CLEARWATER — There was no note, no sign on the convenience store's doors. Just rusty chains and a padlock told customers the Greenwood Food Market, a usually bustling North Greenwood neighborhood hangout, was closed Thursday afternoon.
Owner Junn Yang Lai, described by friends as nice and generous, was arrested Wednesday, accused of peddling drugs from behind the store's counter.
Lai, 55, was booked into the Pinellas County Jail on felony charges of possession of cocaine and marijuana with intent to sell, possession of morphine and possession of a firearm while in the commission of a felony.
The Palm Harbor resident had no previous criminal record in Florida. Years ago, state records show, he ran a Chinese restaurant in Jacksonville.
Lai left jail Thursday after posting bail of about $27,000. He did not return a phone call Thursday from the Tampa Bay Times.
Overnight, someone shuttered his store at 1205 N Martin Luther King Ave.
After receiving a tip, officers searched the food mart Wednesday and seized 77 grams of marijuana packaged for sale, two grams of crack cocaine and a morphine pill, police said.
Lai's store is beige and nondescript except for a hand-painted sign: Bread. Milk. Beer. People walked up to the chained doors Thursday, shook their heads, laughed. One biker yelled to onlookers, referencing Lei's arrest, "He got jammed up!"
Hermiia Cobb, 11, saw police cars flood her block on La Salle Street, a short walk from the shop, around 5 p.m. Wednesday. Her friend snapped photos and put them on Facebook.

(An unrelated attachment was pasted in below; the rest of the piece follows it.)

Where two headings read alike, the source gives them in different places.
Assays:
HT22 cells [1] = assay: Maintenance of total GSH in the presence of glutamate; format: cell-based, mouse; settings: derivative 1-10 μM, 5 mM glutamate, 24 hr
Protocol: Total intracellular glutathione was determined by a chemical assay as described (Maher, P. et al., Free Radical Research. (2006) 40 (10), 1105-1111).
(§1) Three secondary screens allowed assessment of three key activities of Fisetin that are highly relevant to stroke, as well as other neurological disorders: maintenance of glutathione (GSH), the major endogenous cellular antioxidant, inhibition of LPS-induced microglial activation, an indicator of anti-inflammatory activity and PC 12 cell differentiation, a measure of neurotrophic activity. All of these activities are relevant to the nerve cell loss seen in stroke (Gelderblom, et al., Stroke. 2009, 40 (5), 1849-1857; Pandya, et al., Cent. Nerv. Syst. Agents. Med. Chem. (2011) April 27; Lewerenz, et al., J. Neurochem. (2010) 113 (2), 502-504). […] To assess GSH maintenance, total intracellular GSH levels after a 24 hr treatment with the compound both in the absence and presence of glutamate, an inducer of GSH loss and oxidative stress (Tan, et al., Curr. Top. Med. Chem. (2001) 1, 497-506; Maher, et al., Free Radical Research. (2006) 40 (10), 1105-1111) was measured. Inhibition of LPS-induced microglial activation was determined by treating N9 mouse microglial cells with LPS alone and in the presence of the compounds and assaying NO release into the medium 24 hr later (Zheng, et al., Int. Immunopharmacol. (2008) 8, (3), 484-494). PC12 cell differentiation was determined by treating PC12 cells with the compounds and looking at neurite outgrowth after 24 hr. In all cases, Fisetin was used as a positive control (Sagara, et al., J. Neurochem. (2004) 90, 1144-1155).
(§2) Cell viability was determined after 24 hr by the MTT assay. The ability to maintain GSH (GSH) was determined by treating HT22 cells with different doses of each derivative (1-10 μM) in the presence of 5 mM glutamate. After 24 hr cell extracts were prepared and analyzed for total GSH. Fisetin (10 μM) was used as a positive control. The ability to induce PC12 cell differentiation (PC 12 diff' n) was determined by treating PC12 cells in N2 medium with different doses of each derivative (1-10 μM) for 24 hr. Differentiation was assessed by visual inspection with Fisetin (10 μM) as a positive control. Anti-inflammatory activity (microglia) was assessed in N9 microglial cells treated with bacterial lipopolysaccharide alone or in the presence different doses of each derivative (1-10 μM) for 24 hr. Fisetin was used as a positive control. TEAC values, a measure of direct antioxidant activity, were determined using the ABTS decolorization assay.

"I go there, like, five times a day for sunflower seeds and peanuts," she said. "He's okay, I guess. Pretty nice."
Devant Jeter, 10, biked by the store Thursday with his big sister. He also lives on La Salle Street, he said, and visits Lei for candy after school.
"Junn's real nice. He gives me Mike and Ikes for free," Devant said. "This is stunning. Now we've got to shop somewhere else."
Cheryl Usery, who lives across the street, shopped there Wednesday, hours before the arrest, for penny wrappers. Nothing seemed unusual, she said. The owner didn't seem tense. He was smiling, chatting with regular customers.
"He was always friendly," said Usery, 59. "It isn't fair. Don't be so hard on him. Everybody in the 'hood loves him."
Times researchers Carolyn Edds and Cairyn Baird contributed to this report. Danielle Paquette can be reached at [email protected] or (727) 445-4224.